3.  If you get dizzy or unsteady in picking up objects from the floor, purchase a long-handled reacher so you can avoid bending over.

4.  Have regular visual exams to insure that your vision is maximally corrected.  Remove bifocals when walking if you tend to look down at the floor to walk.  Remove bifocals when going down or up stairs, or look through the part of the lens that is for distant vision.

5.  Use one or more nightlights to light your path to the bathroom at night.  If you have balance problems, walking in the dark greatly increases your risk for falling.  If you are sleeping at a relative’s home or other new environment, keep a nightlight on to help orient you when you wake up during the night.

6.  Avoid long clothing (such as gowns, housecoats or robes) that drag the floor and may cause you to trip.

7.  Wear proper footwear.  Generally, sturdy shoes with a closed back, non-slip sole and minimal heel height are best.  Avoid high heeled shoes.  Avoid shoes with crepe soles as these may stick to the floor and cause you to pitch forward.

8.  If your ankles and feet are chronically swollen, ask your physician if elastic stockings would be helpful.  Swelling of the feet decreases sensory input from your toes and ankles that tell you where your feet are and how much pressure you are putting on each part of the foot.

9.  If you have ulcers or sores on your feet, be sure you alert your physician or podiatrist so they can be treated.

10.  If you have diabetes, follow your physician’s recommendations for optimal control.  Controlling your diabetes helps preserve the sensory feedback from your feet and ankles that is important in maintaining balance.  Good control of diabetes also reduces the risk for amputations.

11.  Avoid or minimize your use of alcohol and sleeping medications.  Over the counter sleeping medications (which contain diphenhyramine or Benadryl) can significantly increase your risk for falling.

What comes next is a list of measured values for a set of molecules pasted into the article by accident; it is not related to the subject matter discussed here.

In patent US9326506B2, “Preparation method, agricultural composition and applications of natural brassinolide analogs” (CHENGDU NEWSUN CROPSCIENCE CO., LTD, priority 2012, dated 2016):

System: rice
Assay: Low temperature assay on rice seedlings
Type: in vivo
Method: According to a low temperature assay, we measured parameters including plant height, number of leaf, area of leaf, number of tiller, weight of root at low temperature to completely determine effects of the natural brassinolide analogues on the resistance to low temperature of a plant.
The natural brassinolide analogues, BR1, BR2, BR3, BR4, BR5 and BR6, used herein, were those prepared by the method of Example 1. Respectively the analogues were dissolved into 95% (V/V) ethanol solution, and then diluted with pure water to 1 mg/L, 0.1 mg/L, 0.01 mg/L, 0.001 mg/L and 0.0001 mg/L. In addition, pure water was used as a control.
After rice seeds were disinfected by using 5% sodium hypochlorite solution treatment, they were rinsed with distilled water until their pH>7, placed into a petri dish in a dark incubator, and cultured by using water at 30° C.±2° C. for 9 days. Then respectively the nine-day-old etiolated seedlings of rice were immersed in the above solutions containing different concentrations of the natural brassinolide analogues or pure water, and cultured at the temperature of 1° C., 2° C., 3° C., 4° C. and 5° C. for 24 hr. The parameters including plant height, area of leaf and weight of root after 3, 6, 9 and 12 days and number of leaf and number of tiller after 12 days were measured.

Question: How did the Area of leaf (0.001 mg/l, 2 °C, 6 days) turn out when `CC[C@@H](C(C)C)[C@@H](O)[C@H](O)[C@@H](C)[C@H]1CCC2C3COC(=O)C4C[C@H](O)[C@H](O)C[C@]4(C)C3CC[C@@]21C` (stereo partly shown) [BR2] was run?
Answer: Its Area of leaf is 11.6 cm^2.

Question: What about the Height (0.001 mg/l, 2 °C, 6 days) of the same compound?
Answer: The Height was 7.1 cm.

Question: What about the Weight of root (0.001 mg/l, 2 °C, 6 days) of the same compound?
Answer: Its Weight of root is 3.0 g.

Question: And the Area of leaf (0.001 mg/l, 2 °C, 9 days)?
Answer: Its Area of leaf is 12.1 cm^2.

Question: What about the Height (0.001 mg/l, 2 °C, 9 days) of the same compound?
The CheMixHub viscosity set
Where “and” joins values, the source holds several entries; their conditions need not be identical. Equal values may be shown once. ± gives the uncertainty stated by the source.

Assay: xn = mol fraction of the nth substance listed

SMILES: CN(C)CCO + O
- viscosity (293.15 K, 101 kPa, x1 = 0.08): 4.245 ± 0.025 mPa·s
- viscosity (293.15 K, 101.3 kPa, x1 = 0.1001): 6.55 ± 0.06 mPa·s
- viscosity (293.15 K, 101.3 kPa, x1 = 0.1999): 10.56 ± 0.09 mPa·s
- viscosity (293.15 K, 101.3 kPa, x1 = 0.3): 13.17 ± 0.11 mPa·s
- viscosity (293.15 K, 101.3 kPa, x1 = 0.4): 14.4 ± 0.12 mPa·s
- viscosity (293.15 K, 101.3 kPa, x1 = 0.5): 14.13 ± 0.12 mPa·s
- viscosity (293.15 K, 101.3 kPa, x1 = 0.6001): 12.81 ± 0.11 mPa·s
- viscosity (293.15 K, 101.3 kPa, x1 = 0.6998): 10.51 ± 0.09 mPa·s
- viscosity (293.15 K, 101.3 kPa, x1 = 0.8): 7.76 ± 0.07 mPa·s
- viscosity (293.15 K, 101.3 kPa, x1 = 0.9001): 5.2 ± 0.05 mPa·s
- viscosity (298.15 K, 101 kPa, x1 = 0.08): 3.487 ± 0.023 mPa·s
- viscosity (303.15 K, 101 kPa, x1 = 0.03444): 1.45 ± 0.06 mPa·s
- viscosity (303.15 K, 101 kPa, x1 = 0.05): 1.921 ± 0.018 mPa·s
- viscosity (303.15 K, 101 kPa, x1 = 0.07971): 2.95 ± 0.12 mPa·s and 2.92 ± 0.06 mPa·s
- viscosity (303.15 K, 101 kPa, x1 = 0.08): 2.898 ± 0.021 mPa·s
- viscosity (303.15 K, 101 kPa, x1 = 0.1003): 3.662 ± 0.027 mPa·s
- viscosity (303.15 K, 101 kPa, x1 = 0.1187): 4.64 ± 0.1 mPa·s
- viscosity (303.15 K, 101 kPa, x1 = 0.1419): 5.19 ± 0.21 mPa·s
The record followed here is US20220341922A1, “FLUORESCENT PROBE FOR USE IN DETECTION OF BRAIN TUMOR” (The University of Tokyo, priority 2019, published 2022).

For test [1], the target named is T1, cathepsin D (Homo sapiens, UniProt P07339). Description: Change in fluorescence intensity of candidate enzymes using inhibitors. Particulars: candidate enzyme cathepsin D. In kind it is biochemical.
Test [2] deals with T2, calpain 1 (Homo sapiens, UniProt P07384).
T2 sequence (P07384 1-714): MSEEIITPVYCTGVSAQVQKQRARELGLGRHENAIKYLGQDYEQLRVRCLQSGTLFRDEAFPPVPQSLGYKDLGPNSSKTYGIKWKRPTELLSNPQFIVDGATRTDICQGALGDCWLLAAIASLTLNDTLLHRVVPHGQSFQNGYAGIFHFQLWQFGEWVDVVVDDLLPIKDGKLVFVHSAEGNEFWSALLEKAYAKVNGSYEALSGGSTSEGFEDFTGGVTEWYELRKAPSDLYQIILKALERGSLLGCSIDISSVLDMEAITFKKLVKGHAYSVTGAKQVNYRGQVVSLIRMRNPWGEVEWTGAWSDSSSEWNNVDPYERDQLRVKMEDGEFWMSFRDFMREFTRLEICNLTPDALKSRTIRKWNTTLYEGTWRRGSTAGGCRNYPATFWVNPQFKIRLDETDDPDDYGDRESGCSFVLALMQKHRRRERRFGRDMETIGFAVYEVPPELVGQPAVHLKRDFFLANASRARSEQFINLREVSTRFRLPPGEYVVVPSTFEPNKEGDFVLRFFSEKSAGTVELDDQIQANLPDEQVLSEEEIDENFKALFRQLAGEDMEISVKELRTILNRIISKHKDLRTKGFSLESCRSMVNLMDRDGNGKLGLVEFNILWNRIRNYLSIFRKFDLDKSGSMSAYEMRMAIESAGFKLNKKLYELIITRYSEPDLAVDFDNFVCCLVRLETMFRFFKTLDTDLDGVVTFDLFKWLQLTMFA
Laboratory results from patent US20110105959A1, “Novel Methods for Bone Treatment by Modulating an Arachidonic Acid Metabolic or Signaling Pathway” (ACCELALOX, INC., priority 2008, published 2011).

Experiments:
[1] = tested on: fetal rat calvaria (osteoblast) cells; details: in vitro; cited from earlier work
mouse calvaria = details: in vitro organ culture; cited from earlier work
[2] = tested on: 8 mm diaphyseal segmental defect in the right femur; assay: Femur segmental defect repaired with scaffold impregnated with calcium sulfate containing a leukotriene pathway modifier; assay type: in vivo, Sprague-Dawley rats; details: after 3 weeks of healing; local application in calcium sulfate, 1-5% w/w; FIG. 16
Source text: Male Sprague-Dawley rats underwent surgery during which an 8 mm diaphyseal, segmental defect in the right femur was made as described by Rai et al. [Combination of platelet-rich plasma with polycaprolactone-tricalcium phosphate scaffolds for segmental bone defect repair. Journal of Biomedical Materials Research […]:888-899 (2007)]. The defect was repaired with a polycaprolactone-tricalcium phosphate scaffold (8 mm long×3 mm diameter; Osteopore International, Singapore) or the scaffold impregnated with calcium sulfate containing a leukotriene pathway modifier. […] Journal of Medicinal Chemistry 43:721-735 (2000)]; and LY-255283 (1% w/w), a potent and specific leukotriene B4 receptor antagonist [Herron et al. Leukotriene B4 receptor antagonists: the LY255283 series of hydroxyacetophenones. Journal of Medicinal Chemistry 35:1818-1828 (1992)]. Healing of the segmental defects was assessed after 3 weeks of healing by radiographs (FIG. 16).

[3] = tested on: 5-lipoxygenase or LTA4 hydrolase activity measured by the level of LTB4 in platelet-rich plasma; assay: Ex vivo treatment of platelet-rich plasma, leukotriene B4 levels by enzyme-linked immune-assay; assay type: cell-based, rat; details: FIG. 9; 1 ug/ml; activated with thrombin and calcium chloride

Prescription sleep medications, used sparingly, may be safer than over the counter sleeping aides.

12.  If you have a bladder control problem, consult your physician for treatment to avoid the risk of slipping in urine.  Kegel’s exercises are helpful for many individuals who suffer from stress incontinence or leakage when laughing, coughing or exerting oneself.

13.  When sitting down, always place both hands back on the chair onto which you are sitting.  Sit slowly to protect your back from compression fractures and to keep your thigh muscles strong.  Your dining chair should be a chair with armrests.

14.  Avoid putting on underwear or pants while standing.  Doing this can easily cause loss of balance and a fall.  Sit to put on or take off slacks, shorts and underwear.

15.  Avoid pulling sweaters, blouses, shirts, undershirts or any type of top over your head while standing.  Even momentary loss of visual cues while pulling a garment over your head can cause loss of balance.  This can be especially dangerous if you have neuropathy.  Sit to put on or take off clothes that have to be pulled over the head.